This 2013-2014 school year, over 1,400 students left their hometowns and high schools behind to join Elon University’s Class of 2017. Ready or not, these young Phoenix became part of giant balancing act.

Juggling academics with jobs, leadership positions, research and a social life can be quite an overwhelming experience. Annie Phelan, a first-year psychology major, claims, “It was harder for me to devote time to school work. I wasn’t used to being around my friends all of the time in high school.”

“College was the first time I really got away from my parents, said Jordan Palmer, a freshman finance and accounting major. “In high school, they used to tell me when to do things and when to come home. The first few weeks I kept staying up too late because I would hang out with friends, go to games or clubs and not do my work. Not having my parents around put pressure on me to stay responsible.  However, as time went on, I was able to get a bearing on when to work and when to have fun. It’s a lot easier now.”

Josh Langel, a business management major agrees. “You need to really be able manage your time in college.”

However, Johanna Krygsman had an unusual advantage. “I went to boarding school, so I was already used to balancing a sport and extensive amount of school work, so coming to college and already knowing how to manage my social and academic life wasn’t that daunting.” Krygsman said.

In addition to adjusting to the transition of college, students who have already declared a major have to take both general education required courses and classes that count towards their major. Different majors have different expectations. For some majors, it’s more important to be involved in leadership positions and organizations in order to build a resume than to keep a perfect 4.0 GPA.

Emily Petersen, a devoted Education major and Honors Fellow, is involved in InterVarsity, Campus Outreach and the Student North Carolina Association of Educators. She also has an on-campus job at the Center for Leadership. Petersen aspires to be an elementary school teacher. “Leadership roles are a good way to have practice leading other students,” she said. “Good grades are nice to have, but, in the long run it’s not about who can do better on a test, it’s about having the knowledge and experience in a real life environment that makes the difference. Leadership roles and organizations help prepare for real life interactions.”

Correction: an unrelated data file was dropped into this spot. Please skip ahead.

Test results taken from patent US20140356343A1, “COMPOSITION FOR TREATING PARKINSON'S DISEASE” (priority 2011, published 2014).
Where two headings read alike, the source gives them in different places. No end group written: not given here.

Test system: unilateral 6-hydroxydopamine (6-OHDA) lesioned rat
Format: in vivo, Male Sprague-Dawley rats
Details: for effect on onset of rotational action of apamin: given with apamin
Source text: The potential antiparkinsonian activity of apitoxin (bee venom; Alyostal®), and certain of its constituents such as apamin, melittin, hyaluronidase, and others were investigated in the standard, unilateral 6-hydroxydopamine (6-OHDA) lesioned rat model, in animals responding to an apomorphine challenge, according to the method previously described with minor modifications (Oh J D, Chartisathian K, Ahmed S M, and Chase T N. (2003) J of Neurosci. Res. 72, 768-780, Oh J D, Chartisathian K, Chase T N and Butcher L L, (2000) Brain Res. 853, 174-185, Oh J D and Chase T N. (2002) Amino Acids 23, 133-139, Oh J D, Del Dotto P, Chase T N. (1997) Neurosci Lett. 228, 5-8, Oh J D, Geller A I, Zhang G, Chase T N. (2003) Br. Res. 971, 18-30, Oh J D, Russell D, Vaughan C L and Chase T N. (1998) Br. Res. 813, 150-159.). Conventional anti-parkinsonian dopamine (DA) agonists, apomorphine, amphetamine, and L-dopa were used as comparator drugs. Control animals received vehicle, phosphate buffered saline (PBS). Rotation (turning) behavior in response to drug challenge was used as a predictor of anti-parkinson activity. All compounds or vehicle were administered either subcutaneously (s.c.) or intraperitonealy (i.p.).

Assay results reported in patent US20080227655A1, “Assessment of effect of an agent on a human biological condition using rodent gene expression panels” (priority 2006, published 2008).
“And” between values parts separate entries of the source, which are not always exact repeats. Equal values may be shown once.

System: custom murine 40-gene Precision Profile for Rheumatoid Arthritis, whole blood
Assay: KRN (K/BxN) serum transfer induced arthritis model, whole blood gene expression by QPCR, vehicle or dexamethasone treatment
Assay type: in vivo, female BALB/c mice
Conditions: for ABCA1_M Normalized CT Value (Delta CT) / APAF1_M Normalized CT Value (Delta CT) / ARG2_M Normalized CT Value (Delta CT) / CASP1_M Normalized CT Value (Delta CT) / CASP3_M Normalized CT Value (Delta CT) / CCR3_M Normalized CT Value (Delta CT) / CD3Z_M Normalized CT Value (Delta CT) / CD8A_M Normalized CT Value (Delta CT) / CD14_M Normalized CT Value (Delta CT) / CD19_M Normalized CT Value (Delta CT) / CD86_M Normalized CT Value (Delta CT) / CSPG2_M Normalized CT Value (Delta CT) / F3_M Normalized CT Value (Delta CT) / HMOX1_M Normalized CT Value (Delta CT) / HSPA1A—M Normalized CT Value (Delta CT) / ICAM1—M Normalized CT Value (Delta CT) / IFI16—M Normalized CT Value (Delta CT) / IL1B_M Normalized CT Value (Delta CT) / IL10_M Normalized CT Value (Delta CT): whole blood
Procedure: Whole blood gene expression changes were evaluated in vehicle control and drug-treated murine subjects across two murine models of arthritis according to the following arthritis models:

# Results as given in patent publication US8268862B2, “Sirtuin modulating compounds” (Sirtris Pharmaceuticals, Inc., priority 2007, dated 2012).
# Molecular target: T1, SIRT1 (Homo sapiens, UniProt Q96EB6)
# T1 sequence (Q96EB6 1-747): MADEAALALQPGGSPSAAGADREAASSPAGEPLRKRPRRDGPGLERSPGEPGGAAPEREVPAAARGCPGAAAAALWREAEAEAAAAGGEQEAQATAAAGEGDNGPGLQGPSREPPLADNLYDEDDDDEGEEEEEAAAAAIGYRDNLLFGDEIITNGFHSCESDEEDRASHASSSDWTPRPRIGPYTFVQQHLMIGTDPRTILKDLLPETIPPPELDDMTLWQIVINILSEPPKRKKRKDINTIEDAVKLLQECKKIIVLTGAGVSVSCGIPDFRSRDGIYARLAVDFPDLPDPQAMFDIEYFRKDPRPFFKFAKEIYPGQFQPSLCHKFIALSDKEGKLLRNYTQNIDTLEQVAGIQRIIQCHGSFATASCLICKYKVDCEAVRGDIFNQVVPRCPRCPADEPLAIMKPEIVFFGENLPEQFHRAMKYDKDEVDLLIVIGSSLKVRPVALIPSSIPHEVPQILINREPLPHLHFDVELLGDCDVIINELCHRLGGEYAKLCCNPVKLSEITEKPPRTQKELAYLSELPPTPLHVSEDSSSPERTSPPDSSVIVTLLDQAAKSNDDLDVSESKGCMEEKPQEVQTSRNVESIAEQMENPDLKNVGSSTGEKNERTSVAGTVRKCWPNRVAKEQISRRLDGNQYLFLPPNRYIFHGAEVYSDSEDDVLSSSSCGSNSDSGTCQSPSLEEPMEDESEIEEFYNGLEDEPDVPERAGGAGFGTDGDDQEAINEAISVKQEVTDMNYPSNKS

For some majors, a combination of leadership positions, extracurricular activities, and stellar academics are necessary. Freddy Suppes is the class of 2017 class president and a communications and political science major. “In order to pursue pre-law, you have to have a combination of both leadership positions within your organizations and high marks,” Suppes said.

Students who have already declared their majors understand what they have to do in order to be successful in their field of choice. For many students, this means understanding that academics can’t be the only consideration. Much like Suppes, Phelan also plans to be a well-rounded and balanced student by both building her resume and maintaining her grades. But Krygsman, a Biology major, keeps her list of extracurricular activities short so she can focus on maintaining her grades. “I think it’s more important for me as a bio major to keep up my grades because eventually I want to go to med school and I know that med school can be competitive,” Krygsman said.

It’s also valuable to listen to what Elon upperclassmen have to say. For example, Rebecca Schneider, a junior and Biochemistry major, plans on attending graduate school after graduation like many Elon students. Until recently, Schneider thought her outstanding GPA would be the most important factor in helping her get into a top graduate school and jobs in research.

“This year, I became very involved in one organization,” she said. “Being involved has helped me build relationships with people who have the same beliefs as me. I still see the importance of doing well in school, but for me that isn’t my top priority anymore. My top priority is to build relationships with others and be a leader within my organization to help other people.”

For Schneider, becoming a leader is not only a resume builder. She genuinely wants to help and give back to others. Becoming deeply involved in an organization or activity is a good way to show potential employers that you are invested and committed. Ben Perron, a senior accounting major, is expecting to graduate this spring. Believing that there is a balance between academics and activities, Perron became invested in a few things very deeply.

“Obviously, there’s the opposite danger of being overinvolved and spread too thin.” Ben explains. However, within his major, he feels that, “For future employers, leadership positions and activities are probably preferable.”

Why are leadership activities more preferable? “Because grades only show your ability to understand while leadership positions and activities show your ability to apply,” said Stephanie Carroll, a junior political science and international relations major. Carroll is currently involved in Campus Outreach, Periclean Scholars, Sigma Iota Row and Omicron Delta Kappa and is a second-year RA. In addition, she teaches horseback riding at a stable in Mebane. According to her, all of her leadership experiences in organizations and activities have paid off because she already secured her dream job for after graduation.

The transition from high school to college is a personal experience, but it seems the students in the class of 2017 are handling it well, each in their own way. Before they know it, these first-years will be juniors and seniors with plenty of leadership experience and extracurricular activities under their belts, which will help transition them into the professional world.


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